A Trip to Wonderland

Aug 13, 11 A Trip to Wonderland

Posted by in Featured, Thoughts/Ideas

It took me days to get started on this post. I simply felt I had so much to say and no inspiration of putting this experience into words that would do it justice. A lot has happened lately – not necessarily so much on the outside, but on the inside of me. I fell like I’ve just gone through a storm of amazing insights prompted by a host of diverse experiences I’ve had in the past few weeks. Today I’ll just stop and write about one such experience that marked me in more ways than one. It’s a trip I’ve taken last week, to a place in the middle of the mountains, a hidden haven at the heart of Romania, one that I had never visited before in any of my trips. The place is called Plaiul Foii and it’s a real Wonderland, a sunny clearing surrounded by fir trees and emerald grass. How did I get there? I was invited by my friends in CROS (Centrul de Resurse pentru Organizatii Studentesti) – an organization run by some of the most passionate people I’ve ever had the privilege of meeting. This handful of young people have dedicated all their creativity, time and energy to one goal – changing the education system in Romania. Their ultimate goal is to create the first alternative university in the country. In the meantime, they run a yearly alternative education program for members of student organizations, where every participant has the chance to choose, autonomously, among a variety of educational resources and options. It’s a self-directed learning program where CROS creates the learning framework and the participants decide how to navigate it. Every year, CROS kick off their education program in a week-long camp, where all participants, old and new, along with mentors from the business and NGO world gather for a Relating, Learning, Playing, Sharing and Planning/Dreaming marathon, where every day is dedicated to one of these 5 themes. This year, for the second time, Plaiul Foii was...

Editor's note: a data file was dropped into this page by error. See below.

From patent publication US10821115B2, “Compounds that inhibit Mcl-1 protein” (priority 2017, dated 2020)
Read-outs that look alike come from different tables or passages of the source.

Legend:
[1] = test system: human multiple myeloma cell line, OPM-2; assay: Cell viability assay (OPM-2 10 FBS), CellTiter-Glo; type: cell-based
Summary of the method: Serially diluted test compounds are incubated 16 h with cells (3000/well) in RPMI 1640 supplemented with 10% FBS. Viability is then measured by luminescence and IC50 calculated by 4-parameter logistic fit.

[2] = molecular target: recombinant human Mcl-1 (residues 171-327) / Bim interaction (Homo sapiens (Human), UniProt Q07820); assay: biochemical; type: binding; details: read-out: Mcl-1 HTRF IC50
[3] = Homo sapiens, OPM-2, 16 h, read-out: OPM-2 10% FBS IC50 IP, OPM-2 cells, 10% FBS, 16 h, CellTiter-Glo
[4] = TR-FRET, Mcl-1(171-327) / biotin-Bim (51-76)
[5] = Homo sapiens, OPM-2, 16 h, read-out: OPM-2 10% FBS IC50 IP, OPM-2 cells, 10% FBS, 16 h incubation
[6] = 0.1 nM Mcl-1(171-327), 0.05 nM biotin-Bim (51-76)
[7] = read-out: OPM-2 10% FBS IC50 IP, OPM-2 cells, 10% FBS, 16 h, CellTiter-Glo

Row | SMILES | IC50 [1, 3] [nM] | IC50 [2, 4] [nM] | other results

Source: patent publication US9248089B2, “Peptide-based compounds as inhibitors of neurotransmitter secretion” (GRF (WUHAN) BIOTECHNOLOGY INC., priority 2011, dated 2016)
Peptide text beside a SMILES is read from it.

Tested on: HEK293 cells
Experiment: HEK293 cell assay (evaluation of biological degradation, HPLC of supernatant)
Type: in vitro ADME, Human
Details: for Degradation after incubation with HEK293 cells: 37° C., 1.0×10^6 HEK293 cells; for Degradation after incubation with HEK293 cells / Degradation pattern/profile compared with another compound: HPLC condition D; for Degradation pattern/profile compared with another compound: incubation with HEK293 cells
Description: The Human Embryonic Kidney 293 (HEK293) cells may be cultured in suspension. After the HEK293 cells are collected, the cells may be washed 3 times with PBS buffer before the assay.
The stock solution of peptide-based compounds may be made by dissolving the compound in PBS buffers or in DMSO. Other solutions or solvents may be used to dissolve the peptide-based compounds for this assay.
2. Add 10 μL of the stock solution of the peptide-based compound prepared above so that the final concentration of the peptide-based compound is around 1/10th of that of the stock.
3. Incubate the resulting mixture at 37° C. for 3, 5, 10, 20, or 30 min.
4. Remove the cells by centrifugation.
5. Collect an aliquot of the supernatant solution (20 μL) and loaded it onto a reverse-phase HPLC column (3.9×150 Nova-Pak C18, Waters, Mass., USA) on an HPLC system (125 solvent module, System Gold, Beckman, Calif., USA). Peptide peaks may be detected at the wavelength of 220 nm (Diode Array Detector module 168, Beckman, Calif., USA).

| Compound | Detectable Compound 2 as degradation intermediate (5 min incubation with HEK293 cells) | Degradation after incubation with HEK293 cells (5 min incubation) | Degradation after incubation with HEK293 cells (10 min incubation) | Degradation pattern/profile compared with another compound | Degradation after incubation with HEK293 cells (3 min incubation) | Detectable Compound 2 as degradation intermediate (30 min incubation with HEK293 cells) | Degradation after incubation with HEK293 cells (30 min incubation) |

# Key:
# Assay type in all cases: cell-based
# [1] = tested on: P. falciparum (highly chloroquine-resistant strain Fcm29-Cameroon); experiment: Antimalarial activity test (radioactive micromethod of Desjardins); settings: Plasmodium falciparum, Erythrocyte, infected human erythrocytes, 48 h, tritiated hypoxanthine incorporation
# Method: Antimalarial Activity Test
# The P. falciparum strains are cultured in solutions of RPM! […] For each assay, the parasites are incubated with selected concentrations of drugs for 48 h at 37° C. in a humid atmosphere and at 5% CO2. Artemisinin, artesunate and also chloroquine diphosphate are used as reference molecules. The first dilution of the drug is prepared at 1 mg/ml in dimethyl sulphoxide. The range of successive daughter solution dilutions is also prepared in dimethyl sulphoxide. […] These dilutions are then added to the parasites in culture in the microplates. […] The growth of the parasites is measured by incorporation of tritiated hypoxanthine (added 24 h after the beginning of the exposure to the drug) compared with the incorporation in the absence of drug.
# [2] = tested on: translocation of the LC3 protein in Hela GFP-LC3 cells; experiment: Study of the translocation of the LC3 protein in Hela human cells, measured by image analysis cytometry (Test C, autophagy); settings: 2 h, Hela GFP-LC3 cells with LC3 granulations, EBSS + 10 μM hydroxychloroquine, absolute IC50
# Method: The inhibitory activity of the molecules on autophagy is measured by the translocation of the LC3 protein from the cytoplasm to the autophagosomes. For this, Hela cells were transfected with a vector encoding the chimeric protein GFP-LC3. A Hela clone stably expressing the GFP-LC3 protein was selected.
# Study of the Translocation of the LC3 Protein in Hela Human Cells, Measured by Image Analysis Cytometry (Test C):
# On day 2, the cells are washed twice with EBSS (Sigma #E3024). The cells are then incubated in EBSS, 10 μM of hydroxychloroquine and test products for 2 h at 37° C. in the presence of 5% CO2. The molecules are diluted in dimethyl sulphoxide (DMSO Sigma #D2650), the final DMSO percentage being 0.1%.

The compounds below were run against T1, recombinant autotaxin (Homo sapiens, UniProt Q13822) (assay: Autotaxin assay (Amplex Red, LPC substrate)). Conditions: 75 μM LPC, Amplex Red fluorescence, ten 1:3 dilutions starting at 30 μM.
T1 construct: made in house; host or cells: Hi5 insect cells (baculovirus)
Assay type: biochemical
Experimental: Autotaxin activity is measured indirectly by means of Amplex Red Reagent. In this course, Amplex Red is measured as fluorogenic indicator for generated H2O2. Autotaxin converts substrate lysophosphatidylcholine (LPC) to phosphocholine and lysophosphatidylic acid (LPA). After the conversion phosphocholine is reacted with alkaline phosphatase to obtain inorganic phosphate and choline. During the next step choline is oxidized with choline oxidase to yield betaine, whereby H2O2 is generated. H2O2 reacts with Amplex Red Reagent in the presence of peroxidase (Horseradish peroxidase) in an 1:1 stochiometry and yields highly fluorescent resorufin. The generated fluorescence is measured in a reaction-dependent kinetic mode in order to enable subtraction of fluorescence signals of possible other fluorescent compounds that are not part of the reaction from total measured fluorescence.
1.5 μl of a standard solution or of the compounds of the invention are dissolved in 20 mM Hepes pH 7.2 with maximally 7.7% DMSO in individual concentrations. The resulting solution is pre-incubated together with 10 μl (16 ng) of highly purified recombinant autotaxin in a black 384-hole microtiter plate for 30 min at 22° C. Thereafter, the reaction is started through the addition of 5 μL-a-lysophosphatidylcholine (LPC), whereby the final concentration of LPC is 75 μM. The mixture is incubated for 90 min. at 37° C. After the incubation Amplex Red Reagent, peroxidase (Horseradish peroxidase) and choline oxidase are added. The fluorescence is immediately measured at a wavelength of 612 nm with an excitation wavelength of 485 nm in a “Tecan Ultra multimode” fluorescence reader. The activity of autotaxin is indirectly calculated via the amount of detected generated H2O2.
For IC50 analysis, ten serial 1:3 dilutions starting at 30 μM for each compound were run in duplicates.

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Traditional Learning is Dead. Long Live Brain-Friendly Learning!

The idea for this post came to me after a recent discussion with a group of participants in one of my workshops. It all happened last week, when I facilitated a “Communication Skills” workshop for a group of professionals in the financial field. The course was a mixture of behavioral science, sales techniques and presentation skills, aimed at giving attendants the tools and techniques to successfully sell their ideas to a group of  clients. I quickly found that my participants were  particularly concerned  with the “presentation skills” part of the seminar, because speaking in public and getting their message across to a group of potentially reluctant customers was a major source of worry for them. They all had sat through too many mind-numbing presentations in their lifetime, and the last thing they wanted was to take the place of those nightmarish presenters that had wasted countless precious hours of their time and whose ideas they had forgotten 5 minutes after the presentation  finished. Together, we tried to answer a few thorny questions: How do you get people’s attention? Even more importantly, how do you keep that attention? And, to top it off, how do you get them to remember your message and differentiate yourself from a host of other presenters whose messages compete with yours to get a prime spot in your clients’ memories? These questions led us to a very interesting discussion about how our brains process information and how far most presenters, public speakers and teachers are from delivering brain-friendly presentations that we may enjoy, remember and act on afterward. The principles by which our brain processes information are wonderfully synthesized  by John Medina in his book, “Brain Rules“, where he talks about discoveries that have started to revolutionize the way we teach or present our ideas to others. To mention just a few: The brain likes to learn through stories and metaphors rather than abstract concepts Our brains like stories more than anything. It’s not by chance that, as children, we...

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